SITTING BY A WATERFALL, I’M REMINDED HOW MUCH MY PRIORITIES HAD SHIFTED
I’ve heard this music before: white water’s roar over dam’s edge, batter of limbs caught between rocks chiseled smaller and smoother each day I’ve been alive, each day after, until they give way and let everything go downstream, carried along with fish, all mouth and rainbow, leaping from now clear water All the water that came with such power and so suddenly I woke to shut tight my sons’ windows, the screen door thwacking its jamb, so we might again disappear night into morning. Water that sewers and riverbanks couldn’t keep from basement or our Desoto Wagon’s floorboards, that swallowed slowly every storefront on Main and we canoed to Kowalski’s Market for loaf of bread, peanut butter, four Cokes to hold fast against all we’d soon lose: Duomatic washer-dryer I’d saved for all year for our anniversary, couch and wooden floors rotted through, everything I’d replace with late night and weekend overtime— It all became such white noise when I found on top bedroom shelf, far in back, all the letters I wrote a continent away, photos and M.’s report cards, R.’s crayoned family portrait where the three of them< smiled under golden sun and crafted a castle of sand while I looked out over ocean waves beating lower and lower on the shore, their music receding as water’s always does. Herco Imperial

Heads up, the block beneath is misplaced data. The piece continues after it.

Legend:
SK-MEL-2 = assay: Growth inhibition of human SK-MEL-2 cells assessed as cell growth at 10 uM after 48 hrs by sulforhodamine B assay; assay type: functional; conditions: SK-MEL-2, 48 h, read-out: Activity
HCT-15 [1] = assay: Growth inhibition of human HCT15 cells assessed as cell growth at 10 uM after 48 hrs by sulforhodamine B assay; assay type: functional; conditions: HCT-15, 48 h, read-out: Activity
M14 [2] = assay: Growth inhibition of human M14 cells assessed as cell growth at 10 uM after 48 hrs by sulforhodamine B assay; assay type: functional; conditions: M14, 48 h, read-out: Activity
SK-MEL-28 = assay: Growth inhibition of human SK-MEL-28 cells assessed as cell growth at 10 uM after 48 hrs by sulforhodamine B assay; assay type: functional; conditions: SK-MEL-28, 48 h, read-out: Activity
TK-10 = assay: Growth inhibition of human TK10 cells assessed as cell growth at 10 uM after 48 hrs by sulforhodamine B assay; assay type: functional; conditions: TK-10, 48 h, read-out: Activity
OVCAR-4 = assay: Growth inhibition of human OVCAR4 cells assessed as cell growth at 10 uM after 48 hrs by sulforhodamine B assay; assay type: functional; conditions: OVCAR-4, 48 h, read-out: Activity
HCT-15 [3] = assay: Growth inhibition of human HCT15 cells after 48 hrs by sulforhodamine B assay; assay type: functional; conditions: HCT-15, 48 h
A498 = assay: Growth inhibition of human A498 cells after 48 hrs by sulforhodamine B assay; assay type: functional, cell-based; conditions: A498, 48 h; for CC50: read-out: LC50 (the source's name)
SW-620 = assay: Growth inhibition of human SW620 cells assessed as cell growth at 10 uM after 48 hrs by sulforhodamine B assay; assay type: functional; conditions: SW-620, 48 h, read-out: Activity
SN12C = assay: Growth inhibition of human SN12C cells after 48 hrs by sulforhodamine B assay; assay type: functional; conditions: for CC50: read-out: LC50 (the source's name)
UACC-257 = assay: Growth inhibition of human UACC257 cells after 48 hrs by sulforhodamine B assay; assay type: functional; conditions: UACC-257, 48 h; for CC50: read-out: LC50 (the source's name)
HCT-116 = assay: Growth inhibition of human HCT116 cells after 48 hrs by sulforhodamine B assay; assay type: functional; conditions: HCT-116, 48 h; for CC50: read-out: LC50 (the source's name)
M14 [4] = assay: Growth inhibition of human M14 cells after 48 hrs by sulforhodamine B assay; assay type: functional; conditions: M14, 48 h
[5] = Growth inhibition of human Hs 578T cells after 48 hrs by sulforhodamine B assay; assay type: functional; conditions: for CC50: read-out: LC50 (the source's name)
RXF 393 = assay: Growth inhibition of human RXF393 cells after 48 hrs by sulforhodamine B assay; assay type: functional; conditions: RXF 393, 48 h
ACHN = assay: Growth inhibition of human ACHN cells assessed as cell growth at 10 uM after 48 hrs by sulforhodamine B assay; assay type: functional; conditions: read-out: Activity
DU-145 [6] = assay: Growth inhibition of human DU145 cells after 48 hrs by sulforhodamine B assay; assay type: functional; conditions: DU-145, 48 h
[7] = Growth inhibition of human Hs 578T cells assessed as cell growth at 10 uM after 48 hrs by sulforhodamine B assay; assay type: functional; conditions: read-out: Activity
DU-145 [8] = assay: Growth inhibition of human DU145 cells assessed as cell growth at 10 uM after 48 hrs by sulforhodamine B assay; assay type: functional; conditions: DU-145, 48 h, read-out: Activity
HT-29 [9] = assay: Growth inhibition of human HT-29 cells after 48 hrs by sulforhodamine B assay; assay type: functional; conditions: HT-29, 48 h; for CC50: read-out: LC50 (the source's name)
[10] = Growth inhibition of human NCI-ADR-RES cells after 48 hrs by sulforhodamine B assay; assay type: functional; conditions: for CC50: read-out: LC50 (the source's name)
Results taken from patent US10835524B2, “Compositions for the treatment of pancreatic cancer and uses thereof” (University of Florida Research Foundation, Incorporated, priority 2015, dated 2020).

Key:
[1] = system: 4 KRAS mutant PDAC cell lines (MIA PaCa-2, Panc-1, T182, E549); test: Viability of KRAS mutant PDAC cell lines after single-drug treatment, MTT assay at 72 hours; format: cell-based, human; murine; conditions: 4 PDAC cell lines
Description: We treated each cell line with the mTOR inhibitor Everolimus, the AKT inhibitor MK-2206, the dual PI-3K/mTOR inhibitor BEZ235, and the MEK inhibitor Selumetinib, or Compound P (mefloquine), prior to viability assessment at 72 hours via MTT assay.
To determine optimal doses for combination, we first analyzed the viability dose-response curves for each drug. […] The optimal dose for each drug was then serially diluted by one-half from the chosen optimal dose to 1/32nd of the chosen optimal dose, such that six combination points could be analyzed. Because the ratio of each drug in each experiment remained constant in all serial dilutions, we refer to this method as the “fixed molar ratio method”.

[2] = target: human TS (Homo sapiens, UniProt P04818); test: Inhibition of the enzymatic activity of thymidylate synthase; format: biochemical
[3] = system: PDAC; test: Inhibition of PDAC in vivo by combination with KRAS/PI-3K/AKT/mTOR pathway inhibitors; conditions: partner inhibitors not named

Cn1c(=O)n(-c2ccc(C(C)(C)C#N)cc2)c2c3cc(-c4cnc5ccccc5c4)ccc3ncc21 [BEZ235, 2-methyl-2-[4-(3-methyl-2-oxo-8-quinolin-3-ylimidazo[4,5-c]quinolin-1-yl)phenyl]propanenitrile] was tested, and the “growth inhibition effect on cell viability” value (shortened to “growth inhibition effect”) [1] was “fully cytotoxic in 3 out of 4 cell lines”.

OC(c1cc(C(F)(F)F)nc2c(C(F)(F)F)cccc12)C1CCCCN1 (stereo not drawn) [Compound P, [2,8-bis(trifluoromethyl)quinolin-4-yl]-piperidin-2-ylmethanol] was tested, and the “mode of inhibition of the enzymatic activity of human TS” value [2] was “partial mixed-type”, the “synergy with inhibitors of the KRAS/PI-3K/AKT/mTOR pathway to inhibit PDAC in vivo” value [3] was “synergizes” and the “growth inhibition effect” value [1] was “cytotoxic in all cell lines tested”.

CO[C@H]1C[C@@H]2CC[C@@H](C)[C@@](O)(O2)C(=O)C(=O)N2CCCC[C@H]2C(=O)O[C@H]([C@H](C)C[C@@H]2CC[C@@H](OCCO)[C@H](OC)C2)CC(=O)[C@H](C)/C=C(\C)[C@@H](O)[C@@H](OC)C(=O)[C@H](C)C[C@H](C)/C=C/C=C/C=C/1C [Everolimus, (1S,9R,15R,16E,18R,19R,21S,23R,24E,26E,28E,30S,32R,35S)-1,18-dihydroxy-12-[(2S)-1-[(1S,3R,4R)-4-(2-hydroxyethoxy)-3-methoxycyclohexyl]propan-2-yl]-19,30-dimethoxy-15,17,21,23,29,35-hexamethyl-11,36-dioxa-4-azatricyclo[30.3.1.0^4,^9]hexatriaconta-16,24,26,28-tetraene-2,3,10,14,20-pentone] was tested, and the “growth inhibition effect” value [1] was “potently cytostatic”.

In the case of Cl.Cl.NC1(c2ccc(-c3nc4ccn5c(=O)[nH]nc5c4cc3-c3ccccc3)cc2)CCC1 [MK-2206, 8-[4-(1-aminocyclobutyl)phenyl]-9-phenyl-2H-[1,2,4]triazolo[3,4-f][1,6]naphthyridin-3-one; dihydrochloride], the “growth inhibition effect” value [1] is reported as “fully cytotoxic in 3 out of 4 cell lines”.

Michael Levan’s poems have appeared recently in Indiana Review, Mid-American Review, American Literary Review, Lunch Ticket, Dialogist, and Heron Tree, as well as Cutbank’s 40th anniversary anthology and Southern Poetry Anthology VI: Tennessee. He teaches writing at the University of Saint Francis and lives in Fort Wayne, Indiana, with his wife, Molly, and son, Atticus.